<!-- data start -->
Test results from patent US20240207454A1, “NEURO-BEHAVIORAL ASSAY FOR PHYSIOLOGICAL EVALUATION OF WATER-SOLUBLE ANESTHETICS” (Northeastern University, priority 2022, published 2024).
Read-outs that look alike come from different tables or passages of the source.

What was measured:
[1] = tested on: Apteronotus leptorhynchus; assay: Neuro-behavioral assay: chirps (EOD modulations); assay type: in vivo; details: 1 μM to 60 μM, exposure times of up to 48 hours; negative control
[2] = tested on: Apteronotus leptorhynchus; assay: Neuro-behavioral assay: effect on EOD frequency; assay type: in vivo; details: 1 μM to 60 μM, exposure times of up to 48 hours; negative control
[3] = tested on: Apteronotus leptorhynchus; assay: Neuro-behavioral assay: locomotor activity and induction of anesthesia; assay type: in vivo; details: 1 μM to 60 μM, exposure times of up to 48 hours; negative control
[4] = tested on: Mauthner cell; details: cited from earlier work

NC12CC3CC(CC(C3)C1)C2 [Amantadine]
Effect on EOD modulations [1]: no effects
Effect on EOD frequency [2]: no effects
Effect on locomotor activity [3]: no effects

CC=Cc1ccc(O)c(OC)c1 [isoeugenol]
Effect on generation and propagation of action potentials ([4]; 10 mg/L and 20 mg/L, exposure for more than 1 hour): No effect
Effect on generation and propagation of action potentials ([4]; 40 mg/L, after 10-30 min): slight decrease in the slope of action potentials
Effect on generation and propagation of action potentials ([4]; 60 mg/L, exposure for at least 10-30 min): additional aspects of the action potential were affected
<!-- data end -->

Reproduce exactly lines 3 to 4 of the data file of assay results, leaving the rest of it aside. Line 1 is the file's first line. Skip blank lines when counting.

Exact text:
What was measured:
[1] = tested on: Apteronotus leptorhynchus; assay: Neuro-behavioral assay: chirps (EOD modulations); assay type: in vivo; details: 1 μM to 60 μM, exposure times of up to 48 hours; negative control